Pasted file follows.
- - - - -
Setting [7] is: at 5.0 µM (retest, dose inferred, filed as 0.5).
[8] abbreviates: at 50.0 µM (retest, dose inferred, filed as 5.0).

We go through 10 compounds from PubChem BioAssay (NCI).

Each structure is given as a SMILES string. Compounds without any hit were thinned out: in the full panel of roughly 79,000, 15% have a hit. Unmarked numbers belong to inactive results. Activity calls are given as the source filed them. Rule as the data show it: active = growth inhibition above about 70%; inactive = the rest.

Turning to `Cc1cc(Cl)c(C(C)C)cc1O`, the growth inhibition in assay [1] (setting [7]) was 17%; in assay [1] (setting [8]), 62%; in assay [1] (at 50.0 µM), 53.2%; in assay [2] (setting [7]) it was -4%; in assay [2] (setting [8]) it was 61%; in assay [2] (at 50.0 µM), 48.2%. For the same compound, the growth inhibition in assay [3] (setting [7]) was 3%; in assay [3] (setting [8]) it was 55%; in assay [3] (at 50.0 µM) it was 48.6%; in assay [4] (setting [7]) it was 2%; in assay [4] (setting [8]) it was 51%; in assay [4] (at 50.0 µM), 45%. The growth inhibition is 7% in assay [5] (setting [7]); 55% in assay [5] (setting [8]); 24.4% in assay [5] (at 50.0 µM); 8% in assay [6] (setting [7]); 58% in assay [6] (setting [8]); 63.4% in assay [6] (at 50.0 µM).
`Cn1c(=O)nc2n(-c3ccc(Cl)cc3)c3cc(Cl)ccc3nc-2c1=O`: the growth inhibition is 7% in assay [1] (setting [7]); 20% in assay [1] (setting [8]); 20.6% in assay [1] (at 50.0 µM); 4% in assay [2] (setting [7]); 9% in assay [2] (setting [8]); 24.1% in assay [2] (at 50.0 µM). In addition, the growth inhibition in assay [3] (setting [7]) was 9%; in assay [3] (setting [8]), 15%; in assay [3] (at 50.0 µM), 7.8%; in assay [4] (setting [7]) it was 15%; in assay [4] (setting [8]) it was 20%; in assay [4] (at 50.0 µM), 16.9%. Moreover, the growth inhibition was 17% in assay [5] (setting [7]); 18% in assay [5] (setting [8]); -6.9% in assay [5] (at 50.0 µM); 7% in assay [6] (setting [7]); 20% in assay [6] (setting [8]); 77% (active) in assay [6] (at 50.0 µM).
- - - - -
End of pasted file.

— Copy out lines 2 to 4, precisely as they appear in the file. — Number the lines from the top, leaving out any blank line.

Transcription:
[8] abbreviates: at 50.0 µM (retest, dose inferred, filed as 5.0).

We go through 10 compounds from PubChem BioAssay (NCI).

Each structure is given as a SMILES string. Compounds without any hit were thinned out: in the full panel of roughly 79,000, 15% have a hit. Unmarked numbers belong to inactive results. Activity calls are given as the source filed them. Rule as the data show it: active = growth inhibition above about 70%; inactive = the rest.